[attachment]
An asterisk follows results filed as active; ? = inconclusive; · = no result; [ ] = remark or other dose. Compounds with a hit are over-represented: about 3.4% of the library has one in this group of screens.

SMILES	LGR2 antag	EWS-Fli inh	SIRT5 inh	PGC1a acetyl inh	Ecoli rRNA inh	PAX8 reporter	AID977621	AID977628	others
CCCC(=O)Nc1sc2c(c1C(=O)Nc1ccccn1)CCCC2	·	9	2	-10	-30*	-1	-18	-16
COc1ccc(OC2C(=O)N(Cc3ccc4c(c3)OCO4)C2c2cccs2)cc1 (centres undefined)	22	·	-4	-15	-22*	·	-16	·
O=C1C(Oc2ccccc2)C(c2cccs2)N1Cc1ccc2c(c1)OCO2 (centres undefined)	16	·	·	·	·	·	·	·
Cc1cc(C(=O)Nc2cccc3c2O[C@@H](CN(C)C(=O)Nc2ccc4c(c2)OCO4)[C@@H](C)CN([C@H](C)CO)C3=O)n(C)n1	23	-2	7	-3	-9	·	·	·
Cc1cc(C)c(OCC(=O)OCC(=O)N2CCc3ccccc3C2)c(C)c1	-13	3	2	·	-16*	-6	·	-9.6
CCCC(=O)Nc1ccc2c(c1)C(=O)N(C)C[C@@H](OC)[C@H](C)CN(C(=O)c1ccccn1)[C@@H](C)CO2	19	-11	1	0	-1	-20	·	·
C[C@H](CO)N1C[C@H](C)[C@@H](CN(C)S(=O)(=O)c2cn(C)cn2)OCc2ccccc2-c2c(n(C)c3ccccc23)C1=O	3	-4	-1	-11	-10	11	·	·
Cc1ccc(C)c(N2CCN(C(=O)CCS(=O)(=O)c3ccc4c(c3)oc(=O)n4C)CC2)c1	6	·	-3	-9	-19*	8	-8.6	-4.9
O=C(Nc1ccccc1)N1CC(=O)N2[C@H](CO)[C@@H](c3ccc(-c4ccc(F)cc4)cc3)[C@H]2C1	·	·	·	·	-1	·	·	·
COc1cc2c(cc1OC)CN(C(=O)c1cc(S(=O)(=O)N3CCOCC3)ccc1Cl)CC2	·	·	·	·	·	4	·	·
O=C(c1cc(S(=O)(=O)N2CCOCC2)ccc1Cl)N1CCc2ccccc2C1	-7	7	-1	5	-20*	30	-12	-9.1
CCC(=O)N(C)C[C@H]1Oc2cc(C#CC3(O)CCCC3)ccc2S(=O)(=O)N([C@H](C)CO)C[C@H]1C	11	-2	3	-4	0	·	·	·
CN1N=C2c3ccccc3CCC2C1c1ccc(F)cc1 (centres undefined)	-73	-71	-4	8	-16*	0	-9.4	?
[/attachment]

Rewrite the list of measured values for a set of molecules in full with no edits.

An asterisk follows results filed as active; ? = inconclusive; · = no result; [ ] = remark or other dose. Compounds with a hit are over-represented: about 3.4% of the library has one in this group of screens.

SMILES	LGR2 antag	EWS-Fli inh	SIRT5 inh	PGC1a acetyl inh	Ecoli rRNA inh	PAX8 reporter	AID977621	AID977628	others
CCCC(=O)Nc1sc2c(c1C(=O)Nc1ccccn1)CCCC2	·	9	2	-10	-30*	-1	-18	-16
COc1ccc(OC2C(=O)N(Cc3ccc4c(c3)OCO4)C2c2cccs2)cc1 (centres undefined)	22	·	-4	-15	-22*	·	-16	·
O=C1C(Oc2ccccc2)C(c2cccs2)N1Cc1ccc2c(c1)OCO2 (centres undefined)	16	·	·	·	·	·	·	·
Cc1cc(C(=O)Nc2cccc3c2O[C@@H](CN(C)C(=O)Nc2ccc4c(c2)OCO4)[C@@H](C)CN([C@H](C)CO)C3=O)n(C)n1	23	-2	7	-3	-9	·	·	·
Cc1cc(C)c(OCC(=O)OCC(=O)N2CCc3ccccc3C2)c(C)c1	-13	3	2	·	-16*	-6	·	-9.6
CCCC(=O)Nc1ccc2c(c1)C(=O)N(C)C[C@@H](OC)[C@H](C)CN(C(=O)c1ccccn1)[C@@H](C)CO2	19	-11	1	0	-1	-20	·	·
C[C@H](CO)N1C[C@H](C)[C@@H](CN(C)S(=O)(=O)c2cn(C)cn2)OCc2ccccc2-c2c(n(C)c3ccccc23)C1=O	3	-4	-1	-11	-10	11	·	·
Cc1ccc(C)c(N2CCN(C(=O)CCS(=O)(=O)c3ccc4c(c3)oc(=O)n4C)CC2)c1	6	·	-3	-9	-19*	8	-8.6	-4.9
O=C(Nc1ccccc1)N1CC(=O)N2[C@H](CO)[C@@H](c3ccc(-c4ccc(F)cc4)cc3)[C@H]2C1	·	·	·	·	-1	·	·	·
COc1cc2c(cc1OC)CN(C(=O)c1cc(S(=O)(=O)N3CCOCC3)ccc1Cl)CC2	·	·	·	·	·	4	·	·
O=C(c1cc(S(=O)(=O)N2CCOCC2)ccc1Cl)N1CCc2ccccc2C1	-7	7	-1	5	-20*	30	-12	-9.1
CCC(=O)N(C)C[C@H]1Oc2cc(C#CC3(O)CCCC3)ccc2S(=O)(=O)N([C@H](C)CO)C[C@H]1C	11	-2	3	-4	0	·	·	·
CN1N=C2c3ccccc3CCC2C1c1ccc(F)cc1 (centres undefined)	-73	-71	-4	8	-16*	0	-9.4	?